As TV viewership changes, TV newsrooms must too

January 10, 2018 01:30

In 2017, gap between television and online news consumption narrows from 2016 A recent Pew study indicated a quickening decline in TV news viewership. The research showed fewer Americans, including fewer older Americans, “often” get news from TV. According to the survey, local TV still has a larger pull than network or cable TV news, but local also experienced the greatest decline from last year’s survey.
The widely shared report has been met with a mix of resignation and despair. But is the news for local TV stations all bad?
Local TV news hours are up
RTDNA’s own research shows that, while fewer stations are originating local news, the amount of weekday TV news in hours actually hit a high in the last year, with more stations adding newscasts.   
Just this week, Telemundo announced 10 of its stations will be premiering an additional midday newscast later this month.
But, as former RTDNA Chair Kevin Benz points out, “Stations are producing more newscasts because local production is cheap with higher payback potential from selling local advertisers.” In other words, more local news shows doesn’t necessarily mean a return of lost viewers.
Local newsroom profitability is up
So what about the business side? The news isn’t all bad here either. Our latest research also shows that TV newsroom profitability is up, with more newsrooms saying they are showing a profit than have since 1996. The election year may have had a particular impact, but profitability has been trending level or up since 2010.
So while the decline in viewers isn’t helping local stations, it doesn’t herald the impending death of local TV news.
This is also far from the first time local news has been written off due to changing consumption habits.
Just a couple of months ago, outlets announced the death of local news following the sudden closure of several local news websites.
As RTDNA Chair Scott Libin said at the time, “the demise of any news outlet is a loss to the community and not to be minimized…the meaningful journalism being practiced by TV stations in so many communities deserves recognition.”
Successful newsrooms are innovating
Take, for example, the 18 local TV newsrooms awarded Edward R. Murrow Awards in a new category this past year: innovation. Their work is bringing compelling, unique, and fresh approaches to news.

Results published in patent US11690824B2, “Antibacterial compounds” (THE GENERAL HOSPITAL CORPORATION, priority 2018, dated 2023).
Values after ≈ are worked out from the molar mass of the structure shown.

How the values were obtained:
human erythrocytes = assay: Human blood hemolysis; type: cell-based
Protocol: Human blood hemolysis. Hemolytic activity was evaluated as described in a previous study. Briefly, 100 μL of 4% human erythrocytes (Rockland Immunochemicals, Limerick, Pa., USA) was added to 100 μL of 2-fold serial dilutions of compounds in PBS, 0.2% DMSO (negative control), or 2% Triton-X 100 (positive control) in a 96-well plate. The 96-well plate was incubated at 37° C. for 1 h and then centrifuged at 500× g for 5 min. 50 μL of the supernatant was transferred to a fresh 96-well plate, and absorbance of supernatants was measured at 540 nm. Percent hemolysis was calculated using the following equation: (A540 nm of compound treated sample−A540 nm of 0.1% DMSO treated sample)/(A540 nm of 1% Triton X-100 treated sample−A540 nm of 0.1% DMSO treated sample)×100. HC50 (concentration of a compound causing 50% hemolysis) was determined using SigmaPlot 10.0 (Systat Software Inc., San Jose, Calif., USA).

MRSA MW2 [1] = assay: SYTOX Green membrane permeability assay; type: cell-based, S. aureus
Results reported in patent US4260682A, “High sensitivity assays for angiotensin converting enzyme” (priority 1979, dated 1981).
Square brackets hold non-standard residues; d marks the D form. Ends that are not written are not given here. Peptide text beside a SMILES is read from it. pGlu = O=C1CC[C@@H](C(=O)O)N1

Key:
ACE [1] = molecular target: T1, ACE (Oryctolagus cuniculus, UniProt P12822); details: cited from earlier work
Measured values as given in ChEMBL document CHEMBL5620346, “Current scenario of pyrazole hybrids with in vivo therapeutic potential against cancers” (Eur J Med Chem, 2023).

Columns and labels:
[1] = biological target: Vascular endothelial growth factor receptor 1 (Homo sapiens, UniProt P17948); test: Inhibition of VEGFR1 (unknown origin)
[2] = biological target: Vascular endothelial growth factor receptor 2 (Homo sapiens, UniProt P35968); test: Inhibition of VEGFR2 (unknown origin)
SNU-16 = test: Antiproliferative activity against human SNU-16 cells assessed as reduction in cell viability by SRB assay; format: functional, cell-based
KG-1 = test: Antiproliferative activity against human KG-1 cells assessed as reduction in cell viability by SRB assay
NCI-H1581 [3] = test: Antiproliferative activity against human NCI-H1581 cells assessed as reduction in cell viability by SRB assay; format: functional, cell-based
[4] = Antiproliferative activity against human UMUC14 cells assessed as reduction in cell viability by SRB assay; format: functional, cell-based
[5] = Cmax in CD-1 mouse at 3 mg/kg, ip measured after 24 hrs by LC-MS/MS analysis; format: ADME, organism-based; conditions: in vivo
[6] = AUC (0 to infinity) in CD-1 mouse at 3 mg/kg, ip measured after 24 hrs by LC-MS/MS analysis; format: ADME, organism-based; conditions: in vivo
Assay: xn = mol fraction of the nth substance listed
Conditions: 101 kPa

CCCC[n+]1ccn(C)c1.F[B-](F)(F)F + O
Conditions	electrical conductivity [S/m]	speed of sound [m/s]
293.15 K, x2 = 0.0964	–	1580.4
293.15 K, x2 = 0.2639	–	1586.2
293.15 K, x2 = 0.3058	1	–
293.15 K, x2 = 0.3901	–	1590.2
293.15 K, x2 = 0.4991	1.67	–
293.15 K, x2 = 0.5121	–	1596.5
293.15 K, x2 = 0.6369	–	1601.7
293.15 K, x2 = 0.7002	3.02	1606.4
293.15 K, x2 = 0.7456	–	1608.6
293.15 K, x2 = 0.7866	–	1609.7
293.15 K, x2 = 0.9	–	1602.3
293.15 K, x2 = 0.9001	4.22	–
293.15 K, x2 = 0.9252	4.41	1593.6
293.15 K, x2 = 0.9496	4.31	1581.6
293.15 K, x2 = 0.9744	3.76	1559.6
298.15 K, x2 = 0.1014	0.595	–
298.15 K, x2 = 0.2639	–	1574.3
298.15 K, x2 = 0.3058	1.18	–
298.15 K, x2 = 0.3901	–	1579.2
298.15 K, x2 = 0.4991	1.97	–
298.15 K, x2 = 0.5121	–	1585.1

Or see one of the most shared articles we’ve posted on our Facebook page in the last week, a look at RTDNA corporate member TEGNA breaking the mold of local news with new formats, new stories and new voices.
How TV newsrooms must adapt
The decline in viewership isn’t the end of local TV news, but newsrooms have been slow to adapt. There’s no one answer, and there’s no simple answer, but there are some things you should be thinking about as a newsroom manager.​
From Benz: “Stop thinking of ‘TV’ newsrooms. These are now multi-channel newsrooms providing information to a community expecting to know now and not patient enough to wait for the next newspaper or 6p newscast.  All newsrooms provide information as a commodity and those that can provide the most relevant, compelling and timely information on the right channels will win.”
  • Get creative on revenue sources
Newsrooms may be profitable, but not enough to fill out your budget. Many newsrooms have been successful in trying new strategies and models, particularly taking advantage of your strength: localism.
  • Get back to mission
“ Provide the important information needed by the local community you serve,” says Benz, and deliver it to your audience when and where they need it. TV viewership may be down, but the need for strong local news isn’t.
  • Embrace the possibility of failure
Innovating means taking risks, which brinks the possibility of failure, a legitimate concern but also a great teacher for leaders willing to experiment and analyze.
Changing habits of news consumption will likely be permanent. As Benz says, “This is a natural evolution due to generational change and technology, no different historically than the move from newspaper to radio or radio to TV,” as “information wants to flow faster and more freely.”

Are you ready?